A prospective association between tooth status and cognitive performance among older adults in Europe

Rabia Khalaila, Adi Vitman-Schorr, Ella Cohn-Schwartz

Research output: Contribution to journalArticlepeer-review

6 Scopus citations

Abstract

Objectives: This study set out to examine both the longitudinal association between tooth status and cognitive performance among older adults in Europe, and the mediating effects of loneliness and quality of life on this association. Methods: We conducted a prospective analysis using data from 38,614 participants aged 50 or older, taken from the Survey of Health, Ageing and Retirement in Europe (SHARE) of 2013 (baseline) and 2015 (follow up). Bootstrapping with resampling strategies was used for testing a multiple mediator model. Results: The average age of participants was 66.9 (SD = 9.4). About 23% of the participants had full sets of their own teeth and 38.2% had missing teeth fully replaced by dental implants or dentures. Participants who had partially replaced teeth (B = 0.038, p < 0.001), and with fully replaced teeth (B = 0.041, p < 0.001), or had all their teeth in place (B = 0.055, p < 0.001), had better cognitive performance compared to those who did not replace their missing teeth. It was also found that quality of life and loneliness partially mediated these relationships - Having all teeth in place or replacing all or partially missing teeth was found to affect cognitive performance also via improved quality of life and through lower loneliness. Conclusion: In later life, poor tooth status can be directly associated with cognitive decline and indirectly linked to cognitive performance, in light of decreasing quality of life and increasing loneliness. Clinicians should be aware of both the impact of poor tooth status on cognitive status and the implications for the wellbeing of older adults.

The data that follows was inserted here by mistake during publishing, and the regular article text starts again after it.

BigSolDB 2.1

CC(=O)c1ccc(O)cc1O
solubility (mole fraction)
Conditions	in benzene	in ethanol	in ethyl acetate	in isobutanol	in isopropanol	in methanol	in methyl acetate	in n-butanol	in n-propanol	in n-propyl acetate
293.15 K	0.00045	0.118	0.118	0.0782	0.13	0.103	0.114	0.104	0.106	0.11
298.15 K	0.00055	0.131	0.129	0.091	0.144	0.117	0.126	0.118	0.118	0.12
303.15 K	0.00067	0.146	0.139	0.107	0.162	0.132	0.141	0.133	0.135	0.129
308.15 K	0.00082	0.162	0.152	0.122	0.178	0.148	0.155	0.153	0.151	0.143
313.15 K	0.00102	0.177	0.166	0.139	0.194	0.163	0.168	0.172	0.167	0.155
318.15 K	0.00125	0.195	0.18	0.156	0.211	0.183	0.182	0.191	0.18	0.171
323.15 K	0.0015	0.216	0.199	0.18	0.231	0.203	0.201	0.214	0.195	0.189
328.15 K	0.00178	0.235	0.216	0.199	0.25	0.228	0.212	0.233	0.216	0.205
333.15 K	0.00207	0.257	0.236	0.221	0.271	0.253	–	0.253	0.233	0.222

Original languageEnglish
Pages (from-to)499-506
Number of pages7
JournalAging and Mental Health
Volume26
Issue number3
DOIs
StatePublished - Feb 2021

Keywords

  • Cognitive performance
  • Loneliness
  • Quality of life
  • Tooth replacement

ASJC Scopus subject areas

  • Psychiatric Mental Health
  • Gerontology
  • Geriatrics and Gerontology
  • Psychiatry and Mental health

Fingerprint

Dive into the research topics of 'A prospective association between tooth status and cognitive performance among older adults in Europe'. Together they form a unique fingerprint.

Cite this